89.1 WEMU

racial equity

Brandon Tucker
United Way of Washtenaw County / uwwashtenaw.org

This past year has brought so much change to our community, from fighting the COVID-19 crisis to combatting racism and police brutality.  The United Way of Washtenaw County (UWWC) is working to creating equity in access to opportunity and quality of life by the year 2030.  UWWC campaign chair Brandon Tucker joined  WEMU's David Fair on "Washtenaw United" to discuss the work that needs to be done over the next decade to meet those aspirations. 


NEW
Nonprofit Enterprise at Work / new.org

All too often, when public discourse centers on issues of racial equality and justice, the voices we hear from are from white people.  Ann Arbor-based NEW (Nonprofit Enterprise at Work) is changing that by putting forth leaders in the Black community to lead the conversations.  The online series is called "Centering Justice."  Will Jones III is Relationship Manager at NEW.  He joined WEMU's David Fair on this week's edition of "Washtenaw United" to discuss racism and the task of creating meaningful and lasting change. 


United Way of Washtenaw County
United Way of Washtenaw County / uwwashtenaw.org

Managing finances can be difficult.  It becomes infinitely more difficult if there is very little money to work with.  COVID-19 has destroyed financial stability for a great many.  Add in issues of racial and economic oppression, and the difficulties are further compounded.  A grant secured via a partnership between the United Way of Washtenaw County (UWWC) and the Washtenaw County Office of Community and Economic Development will allow for further investment in teaching residents in need how to build a better financial future.  WEMU's David Fair talks to UWWC financial coach Ugbaad Keynan about the "Financial Navigation" initiative for this week's "Washtenaw United."


Reach Church / reachchurcha2y.org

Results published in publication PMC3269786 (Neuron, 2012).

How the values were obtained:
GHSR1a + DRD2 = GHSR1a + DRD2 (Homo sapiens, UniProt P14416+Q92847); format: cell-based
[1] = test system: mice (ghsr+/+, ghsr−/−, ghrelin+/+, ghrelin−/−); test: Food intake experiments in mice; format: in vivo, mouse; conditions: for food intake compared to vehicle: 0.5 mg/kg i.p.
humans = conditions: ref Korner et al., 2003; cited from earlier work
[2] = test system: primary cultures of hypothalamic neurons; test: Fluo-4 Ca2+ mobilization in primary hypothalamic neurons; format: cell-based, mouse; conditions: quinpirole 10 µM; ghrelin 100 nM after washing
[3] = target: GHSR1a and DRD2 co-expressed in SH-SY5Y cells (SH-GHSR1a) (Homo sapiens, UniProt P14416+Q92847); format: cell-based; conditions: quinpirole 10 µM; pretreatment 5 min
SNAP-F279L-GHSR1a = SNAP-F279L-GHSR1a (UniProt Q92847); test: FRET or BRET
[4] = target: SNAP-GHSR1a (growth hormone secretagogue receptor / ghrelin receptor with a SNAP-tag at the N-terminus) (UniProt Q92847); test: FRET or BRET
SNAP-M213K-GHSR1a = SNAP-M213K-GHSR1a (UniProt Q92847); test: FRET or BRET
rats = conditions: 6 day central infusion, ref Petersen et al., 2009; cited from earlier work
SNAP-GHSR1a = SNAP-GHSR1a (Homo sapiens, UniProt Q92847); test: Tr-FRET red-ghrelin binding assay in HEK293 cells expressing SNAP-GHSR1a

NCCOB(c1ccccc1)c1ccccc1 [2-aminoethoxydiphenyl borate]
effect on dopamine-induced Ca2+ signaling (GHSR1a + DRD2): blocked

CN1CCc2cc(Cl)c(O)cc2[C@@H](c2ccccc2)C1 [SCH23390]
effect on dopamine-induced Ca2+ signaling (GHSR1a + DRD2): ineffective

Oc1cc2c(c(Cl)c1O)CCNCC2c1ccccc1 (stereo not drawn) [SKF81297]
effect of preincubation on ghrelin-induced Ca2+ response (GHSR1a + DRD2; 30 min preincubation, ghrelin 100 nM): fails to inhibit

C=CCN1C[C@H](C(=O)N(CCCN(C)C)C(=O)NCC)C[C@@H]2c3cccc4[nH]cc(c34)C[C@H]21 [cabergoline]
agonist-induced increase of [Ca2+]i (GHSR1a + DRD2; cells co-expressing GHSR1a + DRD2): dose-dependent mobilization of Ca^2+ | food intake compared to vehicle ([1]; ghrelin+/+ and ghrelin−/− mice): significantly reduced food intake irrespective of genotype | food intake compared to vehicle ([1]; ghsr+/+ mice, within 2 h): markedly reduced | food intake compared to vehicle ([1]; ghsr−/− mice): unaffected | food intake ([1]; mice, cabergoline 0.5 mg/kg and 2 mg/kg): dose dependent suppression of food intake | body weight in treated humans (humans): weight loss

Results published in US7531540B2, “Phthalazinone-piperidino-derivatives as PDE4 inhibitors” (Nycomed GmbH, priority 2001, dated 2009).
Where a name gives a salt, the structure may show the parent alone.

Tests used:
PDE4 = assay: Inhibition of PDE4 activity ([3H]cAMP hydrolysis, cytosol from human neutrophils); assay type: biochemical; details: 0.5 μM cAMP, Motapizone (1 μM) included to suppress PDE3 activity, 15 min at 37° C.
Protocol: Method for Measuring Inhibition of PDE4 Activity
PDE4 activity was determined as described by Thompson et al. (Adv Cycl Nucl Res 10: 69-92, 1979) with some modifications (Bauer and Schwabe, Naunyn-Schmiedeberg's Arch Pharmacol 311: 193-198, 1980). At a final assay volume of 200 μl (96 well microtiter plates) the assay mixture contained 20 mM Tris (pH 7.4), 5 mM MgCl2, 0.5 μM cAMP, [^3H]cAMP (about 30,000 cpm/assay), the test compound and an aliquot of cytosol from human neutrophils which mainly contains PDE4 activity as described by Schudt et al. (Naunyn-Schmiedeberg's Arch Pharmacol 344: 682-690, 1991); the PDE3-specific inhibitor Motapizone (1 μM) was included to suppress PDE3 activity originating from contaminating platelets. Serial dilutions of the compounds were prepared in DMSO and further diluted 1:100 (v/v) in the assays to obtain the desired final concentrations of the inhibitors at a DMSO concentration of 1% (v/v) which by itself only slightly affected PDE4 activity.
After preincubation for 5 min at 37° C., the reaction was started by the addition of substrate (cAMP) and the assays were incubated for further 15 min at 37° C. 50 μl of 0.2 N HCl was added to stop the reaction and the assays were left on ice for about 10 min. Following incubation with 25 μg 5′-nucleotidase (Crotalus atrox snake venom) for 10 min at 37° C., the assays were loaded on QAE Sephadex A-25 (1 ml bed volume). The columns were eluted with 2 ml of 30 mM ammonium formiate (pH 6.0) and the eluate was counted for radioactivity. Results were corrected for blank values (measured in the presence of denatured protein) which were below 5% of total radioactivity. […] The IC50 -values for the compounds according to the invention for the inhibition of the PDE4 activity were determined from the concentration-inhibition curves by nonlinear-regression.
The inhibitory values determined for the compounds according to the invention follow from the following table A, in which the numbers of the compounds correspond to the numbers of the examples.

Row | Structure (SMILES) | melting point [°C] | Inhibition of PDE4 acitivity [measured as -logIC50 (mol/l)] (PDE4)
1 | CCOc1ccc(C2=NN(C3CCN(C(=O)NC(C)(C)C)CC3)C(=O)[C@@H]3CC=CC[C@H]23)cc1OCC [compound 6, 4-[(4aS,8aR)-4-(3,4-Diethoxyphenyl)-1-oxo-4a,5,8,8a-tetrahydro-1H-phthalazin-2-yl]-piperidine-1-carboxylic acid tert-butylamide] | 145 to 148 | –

A matter of race and faith.  Pastor Jason Robinson of Reach Church in Ypsilanti is ministering to an outraged and heartbroken congregation in the wake of yet another police killing of a black man.  Is this time different?  Will there be enough unity to make signifcant changes in systemic racism and bring an end to police brutality?  Perspective from a faith leader in this week's "Washtenaw United." 


Alize Asberry Payne
Washtenaw County / washtenaw.org

Earlier this month, the Washtenaw County Health Department released data regarding confirmed COVID-19 cases in the county.  The most disturbing information came out of Ypsilanti and Ypsilanti Township, in which there more infections among African-Americans than any other ethnicity.  WEMU's Lisa Barry and Concentrate Media's Sarah Rigg examine why this situation exists with Washtenaw County racial equity officer Alize Asberry Payne for this week's "On the Ground-Ypsi."


Washtenaw United WMBK My Brother's Keeper
David Fair / 89.1 WEMU

The "My Brother's Keeper" program was created by the Obama administration in 2014, and Washtenaw County was among the first to sign on.  Two representatives from Washtenaw My Brother's Keeper (WMBK), Rod Wallace and Jamall Bufford, talk to WEMU's David Fair about its latest projects for this week's "Washtenaw United."


Jorge Avellan / WEMU

Eastern Michigan University hosted a Martin Luther King Jr. Day luncheon Monday on campus.  89.1 WEMU's Jorge Avellan attended and has the story.


Alize Asberry Payne
Washtenaw County / washtenaw.org

Washtenaw County is one of the economically vibrant communities in southeast Michigan.  Yet, there are socio-economic and racial disparities to work through.  That is why the county has created the position of Racial Equity Officer.  Alize Asberry Payne is the first person to take the title and joined WEMU's David Fair to discuss the "One Community" initiative in this week's "Washtenaw United."


Lisa Barry / WEMU-FM

Washtenaw County has a new racial equity officer who's been on the job since late July.  89.1 WEMU's Lisa Barry talks with Alize Asberry Payne about her plans to address racial inequity impacting many different aspects of life for county residents.


Ypsilanti City Council unanimously accepted the resignation of city manager Darren McClary Thursday.  It has raised issues of implicit bias and governmental transparency.  It may also be a red flag as to the working relationships between the Mayor Beth Bashert and members of city council.  The Mayor addresses these issues in a morning-after perspective conversation with WEMU's David Fair.

Today is your last day to register to vote in the August 7th Primary Election.  There is plenty of election -related activity going on this week and som other items of community interest and engagement, too.  Get all the details in this week's 'Civic Matters' with WEMU's David Fair and Mary Morgan, the executive director of the CivCity Initiative.